Why Amazon Is Shutting Down Amazon Care

Quick Read

When the news hit Wednesday that Amazon (Nasdaq: AMZN) was shutting down its virtual and at-home care business – Amazon Care – there was reasonably some confusion among the health care industry at large.
The shutting down of Amazon Care is a failure if viewed in a vacuum.
In fact, it hadn’t even gotten to the point where it was offering Amazon Care to the general public.
Who knows whether Amazon Care ultimately would have been successful with Amazon’s influence and nurturing alone.
One Medical is already a company that values care in the home setting, but if Amazon were to acquire Signify Health (NYSE: SGFY), it’s shutting down of Amazon Care would make even more sense.

Why Amazon Is Shutting Down Amazon Care

When the news hit Wednesday that Amazon (Nasdaq: AMZN) was shutting down its virtual and at-home care business – Amazon Care – there was reasonably some confusion among the health care industry at large. The shutting down of Amazon Care is a failure if viewed in a vacuum. Amazon was unable to disrupt the health care industry – or at least the home-based care space – all on its own. In fact, it hadn’t even gotten to the point where it was offering Amazon Care to the general public. Who knows whether Amazon Care ultimately would have been successful with Amazon’s influence and nurturing alone. Amazon has just decided to buy highly valuable assets – they have the money and resources, after all – and try to disrupt the health care industry that way. Their run in health care is far from over, and instead, they’re just opting to buy versus build, though they will be obviously building out their own home care segment once their acquisition, or acquisitions, come to a head. One Medical has close to 200 medical offices and 800,000 members, It also owns Iora Health, which delivers value-based care for older adults enrolled in Medicare Advantage (MA) and alternative payment models. “This decision by Amazon to throw in the towel must come as vindication to those who believed that the healthcare business is just too complex, even for a company like Amazon,” Paddy Padmanabhan, the CEO of the health care-focused Damo Consulting, told Advisory Board. “This raises the question of whether anyone can ever be successful as a stand-alone primary care provider in healthcare or whether you need to be part of an integrated health system to make it work.” Padmanabhan’s analysis is correct, but again, it seems Amazon is more shifting strategies and going all in, and all in quickly, to execute on its health care plans. One Medical is already a company that values care in the home setting, but if Amazon were to acquire Signify Health (NYSE: SGFY), it’s shutting down of Amazon Care would make even more sense. Signify does in-home evaluations, has proprietary home-based technology and data, and allows plans and providers to conduct more care in the home. UnitedHealth Group (NYSE: UNH) and CVS Health (NYSE: CVS) are also rumored to be interested in Signify. CVS Health was also reportedly a bidder in the One Medical sweepstakes. “This whole thesis that we’ve heard for a decade or two about using data to reduce costs and improve patient outcomes — it depends actually more on the data than the analysis,” Erik Gordon, a business and law professor at the University of Michigan, told STAT News. “You’ve got to guess that somebody has looked at Signify’s data and said they have data points that we don’t have, that would be very expensive for us to gather.” Amazon was considered by some in the home-based care industry to be an existential threat. Others thought that Amazon would simply face the same challenges that they do already, and that its breadth wouldn’t help all that much in those trouble areas. Some even believed Amazon’s entrance would lift all boats. After all, Amazon Care is a part of the advocacy coalition Moving Health Home. But Amazon is not going away. It hasn’t decided home-based care is not worth pursuing. On the contrary, it’s likely to be very involved in the home for decades to come – both through its own technology and its own health care capabilities. “We believe investors will initially view this as a positive for other virtual care providers,” the investment banking company Jefferies Group wrote in an analyst note. “While it may be an incremental positive, we have a somewhat more tempered view, as we believe Amazon is likely to shift its investment dollars into ONEM’s virtual care platform, and accordingly view Amazon’s announcement more of a pivot than a retreat.”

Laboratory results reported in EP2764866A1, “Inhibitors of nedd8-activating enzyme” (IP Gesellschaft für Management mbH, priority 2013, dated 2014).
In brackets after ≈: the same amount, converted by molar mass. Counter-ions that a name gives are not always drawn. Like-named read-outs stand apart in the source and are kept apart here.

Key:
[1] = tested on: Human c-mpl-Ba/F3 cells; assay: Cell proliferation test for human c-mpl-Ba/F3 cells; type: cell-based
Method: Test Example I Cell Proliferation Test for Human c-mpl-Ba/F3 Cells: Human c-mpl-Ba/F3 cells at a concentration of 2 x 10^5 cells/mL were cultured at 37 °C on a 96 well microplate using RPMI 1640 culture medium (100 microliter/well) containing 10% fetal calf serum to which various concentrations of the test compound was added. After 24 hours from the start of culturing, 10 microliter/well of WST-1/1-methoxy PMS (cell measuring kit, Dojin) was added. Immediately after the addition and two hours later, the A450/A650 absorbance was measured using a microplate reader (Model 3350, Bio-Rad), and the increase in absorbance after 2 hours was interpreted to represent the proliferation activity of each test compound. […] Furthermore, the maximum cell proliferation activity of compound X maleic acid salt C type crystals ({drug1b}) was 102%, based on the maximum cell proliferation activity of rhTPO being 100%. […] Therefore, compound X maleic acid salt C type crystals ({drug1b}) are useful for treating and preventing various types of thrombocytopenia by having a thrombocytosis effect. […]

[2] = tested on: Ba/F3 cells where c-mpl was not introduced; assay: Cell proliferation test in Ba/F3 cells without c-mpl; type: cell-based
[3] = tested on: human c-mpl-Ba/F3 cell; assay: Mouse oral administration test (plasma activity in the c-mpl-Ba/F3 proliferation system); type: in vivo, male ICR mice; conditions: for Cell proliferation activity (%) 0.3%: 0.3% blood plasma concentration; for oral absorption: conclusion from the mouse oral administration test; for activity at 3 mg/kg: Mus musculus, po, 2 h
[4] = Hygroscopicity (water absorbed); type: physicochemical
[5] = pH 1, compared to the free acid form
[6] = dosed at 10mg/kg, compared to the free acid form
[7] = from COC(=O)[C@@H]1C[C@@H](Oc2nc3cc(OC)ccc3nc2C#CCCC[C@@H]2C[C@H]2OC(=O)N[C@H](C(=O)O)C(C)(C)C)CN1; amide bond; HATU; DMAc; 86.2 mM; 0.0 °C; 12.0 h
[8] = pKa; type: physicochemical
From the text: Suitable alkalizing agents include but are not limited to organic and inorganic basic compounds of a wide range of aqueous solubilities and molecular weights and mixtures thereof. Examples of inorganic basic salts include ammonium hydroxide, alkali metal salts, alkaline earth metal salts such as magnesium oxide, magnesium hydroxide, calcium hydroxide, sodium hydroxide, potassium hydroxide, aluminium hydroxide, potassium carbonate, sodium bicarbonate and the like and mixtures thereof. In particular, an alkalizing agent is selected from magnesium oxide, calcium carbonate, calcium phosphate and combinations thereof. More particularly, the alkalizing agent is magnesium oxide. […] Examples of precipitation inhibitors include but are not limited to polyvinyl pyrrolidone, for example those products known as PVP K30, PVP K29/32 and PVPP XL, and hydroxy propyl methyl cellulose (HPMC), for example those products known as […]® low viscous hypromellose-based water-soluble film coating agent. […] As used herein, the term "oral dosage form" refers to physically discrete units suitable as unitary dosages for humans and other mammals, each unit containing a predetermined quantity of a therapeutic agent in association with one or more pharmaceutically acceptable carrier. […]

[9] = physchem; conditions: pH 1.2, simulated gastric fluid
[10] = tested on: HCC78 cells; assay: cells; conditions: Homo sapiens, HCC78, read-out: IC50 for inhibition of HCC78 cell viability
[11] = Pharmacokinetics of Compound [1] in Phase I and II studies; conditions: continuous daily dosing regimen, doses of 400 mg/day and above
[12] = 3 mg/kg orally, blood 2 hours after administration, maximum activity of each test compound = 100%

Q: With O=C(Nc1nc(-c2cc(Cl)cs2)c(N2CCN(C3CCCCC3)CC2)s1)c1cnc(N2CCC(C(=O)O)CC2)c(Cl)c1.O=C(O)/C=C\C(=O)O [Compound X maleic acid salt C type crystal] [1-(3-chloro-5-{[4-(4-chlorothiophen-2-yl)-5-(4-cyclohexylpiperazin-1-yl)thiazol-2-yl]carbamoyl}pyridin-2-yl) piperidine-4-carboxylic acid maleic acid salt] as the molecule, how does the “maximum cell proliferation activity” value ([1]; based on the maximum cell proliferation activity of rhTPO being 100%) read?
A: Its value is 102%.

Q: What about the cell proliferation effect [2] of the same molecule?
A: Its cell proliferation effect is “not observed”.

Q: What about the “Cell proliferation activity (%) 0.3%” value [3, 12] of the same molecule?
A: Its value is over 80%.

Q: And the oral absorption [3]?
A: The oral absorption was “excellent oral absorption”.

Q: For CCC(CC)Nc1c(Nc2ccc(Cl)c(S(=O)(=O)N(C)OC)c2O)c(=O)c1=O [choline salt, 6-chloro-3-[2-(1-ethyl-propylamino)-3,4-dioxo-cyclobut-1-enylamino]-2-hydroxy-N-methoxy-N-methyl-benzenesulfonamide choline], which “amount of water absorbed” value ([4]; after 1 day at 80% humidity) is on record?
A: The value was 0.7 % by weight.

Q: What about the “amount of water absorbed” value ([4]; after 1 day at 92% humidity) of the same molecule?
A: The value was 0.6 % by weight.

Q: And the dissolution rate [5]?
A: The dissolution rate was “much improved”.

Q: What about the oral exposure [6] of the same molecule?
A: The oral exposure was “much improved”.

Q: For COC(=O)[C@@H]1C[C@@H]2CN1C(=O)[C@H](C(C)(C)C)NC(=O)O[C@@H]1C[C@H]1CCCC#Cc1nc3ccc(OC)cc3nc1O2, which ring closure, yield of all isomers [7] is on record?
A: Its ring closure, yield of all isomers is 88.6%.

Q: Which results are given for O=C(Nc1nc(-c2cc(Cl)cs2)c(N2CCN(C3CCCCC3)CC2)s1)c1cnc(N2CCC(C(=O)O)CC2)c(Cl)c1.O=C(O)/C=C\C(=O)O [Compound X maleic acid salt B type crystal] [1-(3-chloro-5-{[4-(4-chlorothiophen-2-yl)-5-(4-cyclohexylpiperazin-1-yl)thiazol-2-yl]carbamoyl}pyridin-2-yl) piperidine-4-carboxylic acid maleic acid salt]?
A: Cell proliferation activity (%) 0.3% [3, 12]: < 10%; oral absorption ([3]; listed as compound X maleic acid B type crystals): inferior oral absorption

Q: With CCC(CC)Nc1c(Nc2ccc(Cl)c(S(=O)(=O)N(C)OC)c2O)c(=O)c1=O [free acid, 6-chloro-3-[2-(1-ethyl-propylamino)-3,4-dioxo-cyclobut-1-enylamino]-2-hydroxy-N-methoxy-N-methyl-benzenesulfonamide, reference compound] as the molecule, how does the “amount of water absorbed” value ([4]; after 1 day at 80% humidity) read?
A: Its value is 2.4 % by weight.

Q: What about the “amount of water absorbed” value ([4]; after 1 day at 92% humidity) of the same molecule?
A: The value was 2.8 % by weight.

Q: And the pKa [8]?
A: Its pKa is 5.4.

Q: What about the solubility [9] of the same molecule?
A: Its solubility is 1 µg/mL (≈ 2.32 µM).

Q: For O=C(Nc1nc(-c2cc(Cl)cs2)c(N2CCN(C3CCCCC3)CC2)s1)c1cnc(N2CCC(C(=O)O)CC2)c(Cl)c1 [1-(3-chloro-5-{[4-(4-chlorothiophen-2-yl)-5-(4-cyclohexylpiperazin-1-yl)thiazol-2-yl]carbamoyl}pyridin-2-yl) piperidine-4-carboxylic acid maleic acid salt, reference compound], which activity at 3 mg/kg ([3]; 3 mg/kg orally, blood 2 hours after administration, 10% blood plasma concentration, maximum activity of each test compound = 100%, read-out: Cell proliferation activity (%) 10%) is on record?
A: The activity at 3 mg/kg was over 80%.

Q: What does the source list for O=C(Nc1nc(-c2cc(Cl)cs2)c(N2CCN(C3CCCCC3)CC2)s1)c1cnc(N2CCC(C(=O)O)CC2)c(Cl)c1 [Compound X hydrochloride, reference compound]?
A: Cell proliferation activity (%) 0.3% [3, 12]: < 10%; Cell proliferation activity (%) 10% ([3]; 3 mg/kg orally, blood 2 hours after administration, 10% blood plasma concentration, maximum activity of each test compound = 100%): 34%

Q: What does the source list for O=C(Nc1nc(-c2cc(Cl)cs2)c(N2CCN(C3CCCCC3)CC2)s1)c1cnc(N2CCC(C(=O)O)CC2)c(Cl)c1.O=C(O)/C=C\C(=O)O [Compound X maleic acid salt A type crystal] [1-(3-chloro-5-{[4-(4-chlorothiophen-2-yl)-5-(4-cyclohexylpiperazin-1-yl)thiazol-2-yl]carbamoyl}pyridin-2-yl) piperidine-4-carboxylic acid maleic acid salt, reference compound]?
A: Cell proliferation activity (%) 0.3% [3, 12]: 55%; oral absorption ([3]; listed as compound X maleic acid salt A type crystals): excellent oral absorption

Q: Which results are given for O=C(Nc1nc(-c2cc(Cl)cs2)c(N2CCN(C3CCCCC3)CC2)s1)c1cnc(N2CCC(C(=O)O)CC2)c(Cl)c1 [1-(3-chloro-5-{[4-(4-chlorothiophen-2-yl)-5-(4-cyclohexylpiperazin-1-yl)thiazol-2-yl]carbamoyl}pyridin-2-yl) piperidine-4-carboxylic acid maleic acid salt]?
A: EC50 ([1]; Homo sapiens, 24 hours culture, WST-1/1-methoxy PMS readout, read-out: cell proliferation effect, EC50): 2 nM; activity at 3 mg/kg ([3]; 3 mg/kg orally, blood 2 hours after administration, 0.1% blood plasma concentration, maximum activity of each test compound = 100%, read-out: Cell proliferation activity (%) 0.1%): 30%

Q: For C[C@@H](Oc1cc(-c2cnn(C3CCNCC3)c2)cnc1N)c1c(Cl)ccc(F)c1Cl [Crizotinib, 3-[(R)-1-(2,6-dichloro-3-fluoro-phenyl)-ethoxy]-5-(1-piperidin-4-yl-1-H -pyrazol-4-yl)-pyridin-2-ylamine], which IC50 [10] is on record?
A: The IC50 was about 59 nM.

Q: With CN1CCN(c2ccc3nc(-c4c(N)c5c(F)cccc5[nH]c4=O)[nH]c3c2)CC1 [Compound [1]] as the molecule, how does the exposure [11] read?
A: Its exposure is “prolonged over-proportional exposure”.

The Original Article can be found on homehealthcarenews.com

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